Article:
• Men’s greater propensity to engage in physical violence – usually directed at other men, not women, by the way — is offset by women’s greater tendency to engage in what sociologists call “indirect” violence – malicious gossip and slander designed to damage a person’s reputation and social standing. Women’s targets may be men or other women(4). And that indirect violence sometimes involves charges of male sexual abuse – because women know they are likely to be believed on their word alone, at least initially. Research suggests that false reports of rape by women may be as high as 40% of total.
• Cyber-bullying appears to be a more common tactic among young women than it is among young men (5). Like indirect aggression generally, women are more likely to resort to gossip and slander to impugn their victims, usually other women. Men are more likely to make physical threats.
• Finally, and most disturbingly perhaps, women are more likely than men to kill their own young children (6). As mothers, they tend to spend more time with tots. The rates equalize somewhat as the children get older. But rates of female infanticide appear to be rising, too.
These are just a few of the latest research findings, most of which have not found their way into our public discourse. In fact, the real figures, experts say, are likely worse: male victims of female abuse tend to under-report even more than female victims of male abuse do. Men, still trapped in traditional definitions of malehood, may feel emasculated by admitting that they were raped or physically abused, especially by women.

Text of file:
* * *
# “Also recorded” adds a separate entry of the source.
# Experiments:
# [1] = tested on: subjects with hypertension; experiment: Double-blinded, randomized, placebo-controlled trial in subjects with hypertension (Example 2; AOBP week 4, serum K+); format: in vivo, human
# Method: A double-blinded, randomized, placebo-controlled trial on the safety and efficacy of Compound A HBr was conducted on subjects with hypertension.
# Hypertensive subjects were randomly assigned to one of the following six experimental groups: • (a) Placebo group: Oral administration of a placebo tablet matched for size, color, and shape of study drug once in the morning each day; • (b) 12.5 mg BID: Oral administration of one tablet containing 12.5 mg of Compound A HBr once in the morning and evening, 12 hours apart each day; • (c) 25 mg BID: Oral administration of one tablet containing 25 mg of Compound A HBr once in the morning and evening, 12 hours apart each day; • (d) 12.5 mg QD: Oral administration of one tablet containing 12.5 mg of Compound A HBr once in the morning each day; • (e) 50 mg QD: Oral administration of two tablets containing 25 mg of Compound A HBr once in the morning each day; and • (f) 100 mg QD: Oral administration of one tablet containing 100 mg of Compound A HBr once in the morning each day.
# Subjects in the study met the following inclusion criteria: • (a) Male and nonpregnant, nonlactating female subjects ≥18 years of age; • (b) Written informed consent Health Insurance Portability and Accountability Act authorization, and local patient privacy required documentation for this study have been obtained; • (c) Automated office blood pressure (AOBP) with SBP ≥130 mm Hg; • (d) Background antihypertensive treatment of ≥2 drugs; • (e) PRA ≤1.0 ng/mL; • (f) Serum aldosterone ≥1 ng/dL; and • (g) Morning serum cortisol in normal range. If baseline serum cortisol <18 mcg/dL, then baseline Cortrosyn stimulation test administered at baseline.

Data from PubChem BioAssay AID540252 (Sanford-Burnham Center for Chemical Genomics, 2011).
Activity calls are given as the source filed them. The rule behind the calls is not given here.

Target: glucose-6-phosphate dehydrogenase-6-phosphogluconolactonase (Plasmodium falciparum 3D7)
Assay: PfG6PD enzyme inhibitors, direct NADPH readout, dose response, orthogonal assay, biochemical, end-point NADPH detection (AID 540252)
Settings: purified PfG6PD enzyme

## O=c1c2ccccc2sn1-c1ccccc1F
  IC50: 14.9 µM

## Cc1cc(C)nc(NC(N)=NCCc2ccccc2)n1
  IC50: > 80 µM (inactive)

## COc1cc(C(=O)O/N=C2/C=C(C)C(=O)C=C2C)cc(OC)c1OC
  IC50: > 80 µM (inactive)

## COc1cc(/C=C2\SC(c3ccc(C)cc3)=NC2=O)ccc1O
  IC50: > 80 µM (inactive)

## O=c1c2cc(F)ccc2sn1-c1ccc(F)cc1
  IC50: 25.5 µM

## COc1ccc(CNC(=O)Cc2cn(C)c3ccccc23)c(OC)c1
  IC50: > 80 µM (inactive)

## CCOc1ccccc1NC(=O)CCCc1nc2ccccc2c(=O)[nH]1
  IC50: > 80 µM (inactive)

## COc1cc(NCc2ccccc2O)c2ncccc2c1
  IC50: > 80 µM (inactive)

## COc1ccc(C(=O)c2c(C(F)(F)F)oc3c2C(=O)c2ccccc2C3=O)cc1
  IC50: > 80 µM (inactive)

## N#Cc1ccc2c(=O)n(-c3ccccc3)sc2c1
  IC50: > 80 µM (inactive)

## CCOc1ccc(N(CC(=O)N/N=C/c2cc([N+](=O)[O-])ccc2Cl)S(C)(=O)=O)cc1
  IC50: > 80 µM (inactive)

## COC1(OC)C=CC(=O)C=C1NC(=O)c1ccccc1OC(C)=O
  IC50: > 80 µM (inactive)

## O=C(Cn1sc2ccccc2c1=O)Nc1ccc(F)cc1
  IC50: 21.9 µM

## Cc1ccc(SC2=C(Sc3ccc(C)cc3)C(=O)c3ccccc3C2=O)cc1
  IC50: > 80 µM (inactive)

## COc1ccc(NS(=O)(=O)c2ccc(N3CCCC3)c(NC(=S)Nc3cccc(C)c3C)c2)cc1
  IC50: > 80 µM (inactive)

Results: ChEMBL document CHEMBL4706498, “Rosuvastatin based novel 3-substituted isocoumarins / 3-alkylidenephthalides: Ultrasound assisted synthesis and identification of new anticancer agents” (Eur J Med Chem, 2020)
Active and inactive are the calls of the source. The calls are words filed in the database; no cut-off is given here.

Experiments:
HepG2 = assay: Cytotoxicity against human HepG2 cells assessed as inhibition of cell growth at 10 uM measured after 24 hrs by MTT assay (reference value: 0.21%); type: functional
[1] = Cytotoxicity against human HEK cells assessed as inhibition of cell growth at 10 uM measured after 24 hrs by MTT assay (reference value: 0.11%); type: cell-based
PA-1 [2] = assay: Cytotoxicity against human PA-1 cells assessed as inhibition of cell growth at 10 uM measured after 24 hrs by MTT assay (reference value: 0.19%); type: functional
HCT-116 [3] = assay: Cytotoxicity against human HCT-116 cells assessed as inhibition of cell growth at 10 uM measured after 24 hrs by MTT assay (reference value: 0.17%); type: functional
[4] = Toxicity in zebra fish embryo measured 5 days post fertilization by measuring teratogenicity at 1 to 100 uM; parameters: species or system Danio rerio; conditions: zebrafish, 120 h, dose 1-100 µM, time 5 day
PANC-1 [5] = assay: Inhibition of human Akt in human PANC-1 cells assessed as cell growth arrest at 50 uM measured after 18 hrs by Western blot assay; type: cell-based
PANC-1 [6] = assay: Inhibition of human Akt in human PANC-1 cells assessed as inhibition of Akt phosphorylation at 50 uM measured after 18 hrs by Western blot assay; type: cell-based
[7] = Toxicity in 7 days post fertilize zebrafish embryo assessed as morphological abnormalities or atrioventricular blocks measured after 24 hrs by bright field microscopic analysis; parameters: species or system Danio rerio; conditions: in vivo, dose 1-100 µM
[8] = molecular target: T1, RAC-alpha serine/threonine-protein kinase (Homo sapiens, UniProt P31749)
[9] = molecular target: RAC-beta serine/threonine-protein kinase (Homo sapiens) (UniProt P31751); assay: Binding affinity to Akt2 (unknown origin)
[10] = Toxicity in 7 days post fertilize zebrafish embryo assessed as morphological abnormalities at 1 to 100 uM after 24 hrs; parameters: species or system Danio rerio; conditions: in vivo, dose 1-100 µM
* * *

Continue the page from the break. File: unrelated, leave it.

Why are women more abusive than ever before? Ironically, it could be because they are feeling more empowered. With greater power, comes a greater sense of entitlement. Some women are starting to act more like men do. Which means the problem may not be gender after all.
Paradoxically, this is hopeful news. Ultimately, we all share the same DNA and the same brain wiring – and the same propensity to abuse. Maybe embracing the darker sides of our nature in a more honest way can bring men and women closer together – and lead to better social policy. Right now, a steady stream of shrill and poisonous invective – and preachy condescension — is only driving us further apart.
(1) Catherine Schaffer, et al. Ten-Year Trends in Physical Dating Violence Victimization Among Adolescent Boys and Girls in British Columbia, Canada.” Journal of Inter-Personal Violence, July 18, 2018.
(2) Kruti Shroti, “New Research on Domestic Violence Against Men,“ I, Science. July 2, 2015.
(3) Sarah Young, “Female Sex Offenders are More Common than You Think, Says Study,” The Independent. July 13, 2017. Conor Friedersdorf, “The Understudied Female Sexual Predator,” The Atlantic, November 28, 2016.
(4) Shoshana Davis, Women Use “Indirect Aggression” to Succeed, Study Says,” CBS News, October 29. 2013.
(5) C.D. Marcum, et al. “Battle of the Sexes: An Examination of Male and Female Cyberbullying. International Journal of Cyber Criminology (2012), 6(1): 904-911.
(6) Doug Kriss, “A Parent Killing a Child Happens More Often Than We Think,” CNN, July 7, 2017